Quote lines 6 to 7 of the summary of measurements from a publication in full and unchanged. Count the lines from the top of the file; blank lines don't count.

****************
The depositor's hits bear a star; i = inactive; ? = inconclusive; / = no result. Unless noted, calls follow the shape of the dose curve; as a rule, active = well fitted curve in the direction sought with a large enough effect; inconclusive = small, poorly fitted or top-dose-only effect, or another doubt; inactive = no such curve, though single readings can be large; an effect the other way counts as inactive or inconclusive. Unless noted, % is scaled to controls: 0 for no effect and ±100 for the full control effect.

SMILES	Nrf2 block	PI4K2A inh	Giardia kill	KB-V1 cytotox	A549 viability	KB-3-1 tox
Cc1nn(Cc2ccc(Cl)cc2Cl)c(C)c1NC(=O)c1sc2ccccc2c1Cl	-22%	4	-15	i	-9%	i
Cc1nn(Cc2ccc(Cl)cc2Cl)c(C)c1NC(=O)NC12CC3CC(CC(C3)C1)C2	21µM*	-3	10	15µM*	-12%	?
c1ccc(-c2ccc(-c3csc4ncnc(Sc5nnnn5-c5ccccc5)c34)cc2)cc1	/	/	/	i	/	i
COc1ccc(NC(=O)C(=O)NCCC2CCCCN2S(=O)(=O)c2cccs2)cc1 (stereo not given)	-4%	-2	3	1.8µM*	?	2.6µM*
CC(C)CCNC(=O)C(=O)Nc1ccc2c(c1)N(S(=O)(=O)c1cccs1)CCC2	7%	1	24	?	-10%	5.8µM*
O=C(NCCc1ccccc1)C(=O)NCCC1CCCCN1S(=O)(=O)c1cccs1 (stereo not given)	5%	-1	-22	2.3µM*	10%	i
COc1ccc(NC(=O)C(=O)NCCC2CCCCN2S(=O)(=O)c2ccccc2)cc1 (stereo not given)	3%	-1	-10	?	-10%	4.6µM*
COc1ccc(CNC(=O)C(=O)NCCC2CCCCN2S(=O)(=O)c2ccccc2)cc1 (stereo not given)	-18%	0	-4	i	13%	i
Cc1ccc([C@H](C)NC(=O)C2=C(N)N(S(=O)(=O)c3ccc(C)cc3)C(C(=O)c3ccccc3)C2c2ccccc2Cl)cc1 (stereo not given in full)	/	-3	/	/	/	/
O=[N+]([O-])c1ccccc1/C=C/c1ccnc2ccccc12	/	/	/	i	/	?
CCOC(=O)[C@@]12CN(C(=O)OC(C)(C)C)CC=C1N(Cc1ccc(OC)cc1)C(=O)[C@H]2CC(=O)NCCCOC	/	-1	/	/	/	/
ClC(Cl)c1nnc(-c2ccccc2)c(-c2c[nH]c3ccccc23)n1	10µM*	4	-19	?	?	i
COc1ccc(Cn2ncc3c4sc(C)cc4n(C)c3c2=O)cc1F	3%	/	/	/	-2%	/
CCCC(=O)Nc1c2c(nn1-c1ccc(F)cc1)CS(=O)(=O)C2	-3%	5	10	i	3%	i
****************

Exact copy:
COc1ccc(NC(=O)C(=O)NCCC2CCCCN2S(=O)(=O)c2cccs2)cc1 (stereo not given)	-4%	-2	3	1.8µM*	?	2.6µM*
CC(C)CCNC(=O)C(=O)Nc1ccc2c(c1)N(S(=O)(=O)c1cccs1)CCC2	7%	1	24	?	-10%	5.8µM*